Learn Ulster-Scots

Lesson 1 Meeting and Greeting

In this lesson, you will learn to:

  • greet people in Ulster-Scots
  • introduce yourself
  • talk about where you come from
  • count in Ulster-Scots



Read the following brief dialogue, showing people greeting each other:

Bob:
Mornin, Fiona
Fiona:
Guid to see ye, Bob
Jack:
Hi ye, Sarah
Sarah:
Fair faa ye tae Ulster!
  • ‘Mornin’ means ‘good morning’
  • ‘Evenin’ means ‘good evening’
  • ‘Guid nicht’ means ‘good night’

Ulster-Scots greetings can be formal or informal.

  • You should say ‘mornin’ or ‘evenin’ to be formal.
  • You can use ‘Ay’ or ‘Hi ye’ with friends.
  • ‘Fair faa ye’ can be used as a formal welcome or hello.

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Literary Link

Fair faa ye’/ ‘fair faw ye’:

In recent years this expression has been adopted by Ulster-Scots enthusiasts as a form of greeting or welcome. It has been characterised by some academics as a ‘revivalist’ rather than a traditional Ulster-Scots expression. It does appear, however, in poetry, both Scots and Ulster-Scots.

The poet James Orr (1770-1816) employed it in his poem about the 1798 Rebellion, ‘Donegore Hill’. When one of the would-be rebels who has fled the battlefield returns home, his wife expresses her relief at seeing him again thus:

Donegore Hill Photo: Donegore Hill, near Templepatrick. On 7th June 1798 it was the mustering ground for the United Irishmen who rose in Rebellion, led by Henry Joy McCracken.

Whit joy at hame our entrance gave:
Guid God! is’t you? fair fa’ ye!

Robert Burns also used this expression in his famous ‘Address to the Haggis’, recited at Burns Suppers. These are held on January 25th, to celebrate Burns’s birthday with traditional Scottish food and drink, including haggis, turnip, potatoes and whisky. Burns began the ‘Address’ with:

Fair fa’ your honest, sonsie face
Great Chieftain o’ the Puddin-race!


Jack:
Hi ye.
Sarah:
Hi ye.
Bob:
Guid to see ye.
Fiona:
Guid to see ye. Hoo ur ye daein?

When we want to ask how someone is we can say:
'Hoo ur ye daein?', 'Hoo's things?' or 'Whit wye ur ye?'
Replies can vary:

  • 'No that guid' – 'not great'
  • 'Mair nor middlin' – 'average'
  • 'Brave an guid' – 'I’m fine/pretty well'

Read how some friends use these and some further expressions when they meet:

Julie:
Hi ye, Linda! Hoo's things?
Linda:
Mair nor middlin. Whit wye ur ye, Julie?
Julie:
Brave an guid.
Jack:
Ay, Bob. Guid to see ye! Hoo ur ye daein?
Bob:
Guid to see ye Jack! A’m gran. Ye'r lukkin pooerfu weel yersel.
Sam:
Whut aboot ye, Tammie? Ye keepin weel?
Tommy:
A'm brave an guid, Sam. An yersel?
Sam:
Mair nor middlin. A cud be waur.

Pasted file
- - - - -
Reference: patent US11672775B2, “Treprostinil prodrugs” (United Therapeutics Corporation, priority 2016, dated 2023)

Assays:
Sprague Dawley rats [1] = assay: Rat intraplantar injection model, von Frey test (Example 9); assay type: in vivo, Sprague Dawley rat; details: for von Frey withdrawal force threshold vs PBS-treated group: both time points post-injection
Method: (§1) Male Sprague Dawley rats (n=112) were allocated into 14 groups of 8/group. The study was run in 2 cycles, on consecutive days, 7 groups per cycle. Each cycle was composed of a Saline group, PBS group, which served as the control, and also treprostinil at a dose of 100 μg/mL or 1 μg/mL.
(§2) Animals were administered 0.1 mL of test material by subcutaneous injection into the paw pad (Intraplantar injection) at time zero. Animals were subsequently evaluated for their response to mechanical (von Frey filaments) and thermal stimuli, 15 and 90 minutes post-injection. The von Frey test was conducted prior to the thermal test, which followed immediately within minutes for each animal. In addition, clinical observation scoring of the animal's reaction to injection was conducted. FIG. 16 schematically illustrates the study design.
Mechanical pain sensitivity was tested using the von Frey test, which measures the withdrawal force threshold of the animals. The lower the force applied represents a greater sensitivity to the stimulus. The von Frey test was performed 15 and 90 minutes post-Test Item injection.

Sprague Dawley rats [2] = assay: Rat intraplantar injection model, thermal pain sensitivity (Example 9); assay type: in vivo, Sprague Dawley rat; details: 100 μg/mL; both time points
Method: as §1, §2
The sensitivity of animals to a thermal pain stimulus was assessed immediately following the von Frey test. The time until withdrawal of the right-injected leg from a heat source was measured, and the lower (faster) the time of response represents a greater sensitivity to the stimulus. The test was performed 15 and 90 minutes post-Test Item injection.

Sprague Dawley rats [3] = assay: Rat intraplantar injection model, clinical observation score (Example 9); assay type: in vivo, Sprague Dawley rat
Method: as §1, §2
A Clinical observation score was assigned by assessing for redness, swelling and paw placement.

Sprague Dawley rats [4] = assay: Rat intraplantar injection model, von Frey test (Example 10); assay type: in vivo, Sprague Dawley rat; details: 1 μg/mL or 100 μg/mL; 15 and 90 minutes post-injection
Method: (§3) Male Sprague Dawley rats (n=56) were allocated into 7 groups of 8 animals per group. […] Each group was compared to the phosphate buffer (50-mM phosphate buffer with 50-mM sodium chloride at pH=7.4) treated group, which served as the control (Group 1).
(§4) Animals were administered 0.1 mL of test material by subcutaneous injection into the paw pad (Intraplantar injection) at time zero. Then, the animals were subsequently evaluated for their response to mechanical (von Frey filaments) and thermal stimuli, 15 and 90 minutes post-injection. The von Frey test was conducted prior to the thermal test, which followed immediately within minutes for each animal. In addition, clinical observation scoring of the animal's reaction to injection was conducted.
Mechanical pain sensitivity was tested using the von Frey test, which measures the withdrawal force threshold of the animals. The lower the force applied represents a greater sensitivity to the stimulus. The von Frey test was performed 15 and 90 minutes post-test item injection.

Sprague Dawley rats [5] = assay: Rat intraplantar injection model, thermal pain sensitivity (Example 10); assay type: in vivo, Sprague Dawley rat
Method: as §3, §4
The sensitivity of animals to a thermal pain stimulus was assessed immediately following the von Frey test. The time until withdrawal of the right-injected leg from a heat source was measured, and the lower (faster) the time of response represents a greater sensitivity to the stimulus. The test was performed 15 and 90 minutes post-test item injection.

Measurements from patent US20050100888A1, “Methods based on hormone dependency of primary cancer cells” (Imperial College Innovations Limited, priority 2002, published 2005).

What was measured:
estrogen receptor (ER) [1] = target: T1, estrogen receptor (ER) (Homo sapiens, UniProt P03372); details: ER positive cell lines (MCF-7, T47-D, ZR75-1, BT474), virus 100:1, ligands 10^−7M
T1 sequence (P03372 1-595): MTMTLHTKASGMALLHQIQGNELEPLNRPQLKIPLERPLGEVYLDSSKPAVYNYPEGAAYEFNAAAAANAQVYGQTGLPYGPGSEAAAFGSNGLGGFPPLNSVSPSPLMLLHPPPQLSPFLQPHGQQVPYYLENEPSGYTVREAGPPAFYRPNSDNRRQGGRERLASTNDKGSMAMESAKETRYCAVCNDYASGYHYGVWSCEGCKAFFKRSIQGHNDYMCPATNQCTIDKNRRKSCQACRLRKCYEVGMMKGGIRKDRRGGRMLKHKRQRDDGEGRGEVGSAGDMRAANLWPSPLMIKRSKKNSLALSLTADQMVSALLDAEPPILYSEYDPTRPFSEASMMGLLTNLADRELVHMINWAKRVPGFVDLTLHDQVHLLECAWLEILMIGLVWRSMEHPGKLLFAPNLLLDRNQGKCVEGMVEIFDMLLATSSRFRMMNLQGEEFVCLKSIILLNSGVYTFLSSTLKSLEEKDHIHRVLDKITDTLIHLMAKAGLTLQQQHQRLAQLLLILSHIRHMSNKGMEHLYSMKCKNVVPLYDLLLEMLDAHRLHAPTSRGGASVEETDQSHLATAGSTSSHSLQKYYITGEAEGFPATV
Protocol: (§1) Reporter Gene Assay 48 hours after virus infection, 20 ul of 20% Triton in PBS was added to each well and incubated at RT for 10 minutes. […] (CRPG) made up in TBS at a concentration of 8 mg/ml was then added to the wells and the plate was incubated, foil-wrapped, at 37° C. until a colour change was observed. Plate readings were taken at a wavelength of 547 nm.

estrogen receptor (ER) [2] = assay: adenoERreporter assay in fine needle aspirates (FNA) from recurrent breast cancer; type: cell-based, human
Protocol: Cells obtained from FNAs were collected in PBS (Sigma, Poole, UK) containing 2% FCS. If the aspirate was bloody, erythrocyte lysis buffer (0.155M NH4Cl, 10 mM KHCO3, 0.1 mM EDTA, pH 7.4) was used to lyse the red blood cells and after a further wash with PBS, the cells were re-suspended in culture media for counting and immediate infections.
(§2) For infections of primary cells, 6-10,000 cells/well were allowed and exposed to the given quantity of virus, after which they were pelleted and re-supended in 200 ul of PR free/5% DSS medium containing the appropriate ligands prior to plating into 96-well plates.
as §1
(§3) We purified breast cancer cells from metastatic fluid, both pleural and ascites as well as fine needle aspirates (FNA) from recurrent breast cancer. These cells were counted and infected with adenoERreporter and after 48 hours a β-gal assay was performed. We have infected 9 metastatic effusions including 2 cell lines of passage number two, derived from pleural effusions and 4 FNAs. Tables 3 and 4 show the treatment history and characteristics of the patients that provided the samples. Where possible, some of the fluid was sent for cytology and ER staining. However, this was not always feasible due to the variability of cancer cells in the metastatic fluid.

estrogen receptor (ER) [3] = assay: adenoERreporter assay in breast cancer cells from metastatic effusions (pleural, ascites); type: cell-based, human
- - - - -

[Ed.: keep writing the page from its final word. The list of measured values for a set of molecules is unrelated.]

New Expressions

  • ‘A’m gran’ – ‘I’m very well’.
  • ‘Ye'r lukkin pooerfu weel yersel’ – ‘You look very well indeed!’
  • ‘A cud be waur’ – ‘I could be worse’.

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If we are meeting people for the first time we may wish to ask them their name and find out something about them. Read the following dialogues.

Sam:
Guid to meet ye. Whit dae the' caa ye?
Tommy:
The’ caa me Tammie.

This means:

Sam:
Pleased to meet you. What's your name?
Tommy:
I'm called Tommy (or I'm Tommy).

Here is a slight variation.

Sophie:
Guid meetin ye. Whit dae the' caa ye?
Linda:
The' caa me Linda.

Or you may wish to ask someone else’s name.

Sam:
Whit dae the' caa him?
David:
The' caa him Tammie.

This means:

Sam:
What is his name or What is he called?
David:
He’s called Tommy.

Carrying the conversation on, you may wish to ask where someone is from – where they live.

Sam:
An whaur dae ye leeve?
Tommy:
A'm leevin in Greba.

This means:

Sam:
Where do you live?
Tommy:
I live in Greyabbey.

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In order to give your address or telephone number, you need to be able to count in Ulster-Scots:

1
yin or ane*
2
twa
3
thrie
4
fower (Co. Down – fivver)
5
five
6
six or sax
7
seiven
8
echt
9
nine
10
ten
11
leiven
12
twal
13
thurteen
14
fowerteen
15
fifteen
16
saxteen
17
seiventeen
18
echteen
19
nineteen
20
twuntie
30
thurtie
40
foartie
50
faftie
60
saxtie
70
seiventie
80
echtie
90
ninetie
100
a hunner

* One is the only numeral which has two completely different forms. When it is being used as a noun it is ‘yin’ or ‘ane’ but there is an older literary usage of ‘ae’ or ‘yae’ when it is being used as an adjective - eg Burns’ song “Ae fond kiss”.

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Read the following dialogues:

Mary:
Whaur dae ye leeve?
Anne:
A leeve at saxteen Newtown Brae. Whaur dae ye leeve?
Mary:
Twuntie-yin Rid Brae.

This means

Mary:
Where do you live?
Anne:
I live at sixteen Newtown Brae. Where do you live?
Mary:
Twenty-one Red Brae.